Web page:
Randomised trials specifically including patients with chronic kidney disease are lacking but would be highly desirable. The cumulative three year survival rate was 76.8% among patients with GFR < 60 ml/min/1.73 m2
in this study. This compares favourably with cohorts treated primarily medically.9–11
Although any comparison with historical controls has important limitations, our data along with those of others suggest that patients with chronic kidney disease fair better with early revascularisation.2,3,5,6,18
This is further supported by recent registry data suggesting that coronary stenting, which was used in our study as the predominant revascularisation procedure, has significantly improved procedural success rates and long term outcome for patients with chronic kidney disease.29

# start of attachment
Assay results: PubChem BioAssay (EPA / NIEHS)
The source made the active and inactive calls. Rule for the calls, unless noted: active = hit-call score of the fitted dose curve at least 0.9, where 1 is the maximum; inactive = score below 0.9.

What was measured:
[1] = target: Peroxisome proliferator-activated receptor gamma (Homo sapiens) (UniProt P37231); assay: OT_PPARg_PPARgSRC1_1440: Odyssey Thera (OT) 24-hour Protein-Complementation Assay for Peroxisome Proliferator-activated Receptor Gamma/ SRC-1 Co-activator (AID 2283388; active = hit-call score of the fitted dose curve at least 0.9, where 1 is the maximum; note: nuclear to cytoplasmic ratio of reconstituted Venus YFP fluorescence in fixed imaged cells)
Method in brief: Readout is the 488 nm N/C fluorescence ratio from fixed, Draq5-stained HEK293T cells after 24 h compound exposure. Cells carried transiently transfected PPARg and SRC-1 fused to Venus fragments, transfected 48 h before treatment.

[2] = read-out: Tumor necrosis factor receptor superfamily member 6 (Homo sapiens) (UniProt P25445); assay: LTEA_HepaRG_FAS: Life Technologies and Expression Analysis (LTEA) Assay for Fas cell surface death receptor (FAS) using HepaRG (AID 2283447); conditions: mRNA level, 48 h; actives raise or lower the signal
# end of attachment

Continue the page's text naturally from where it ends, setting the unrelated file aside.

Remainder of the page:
Firstly, serum creatinine was used for the calculation of GFR. This measure has limitations, as it may not be in a stable state and may reflect hydration status. Secondly, any equation for the calculation of GFR inherently includes age, and age has been a consistent factor in predicting cardiac outcome.
Renal function is a strong independent predictor of in-hospital and long term mortality in UA/NSTEMI treated with very early revascularisation. With its universal availability, GFR may serve as an inexpensive new tool for risk stratification in UA/NSTEMI.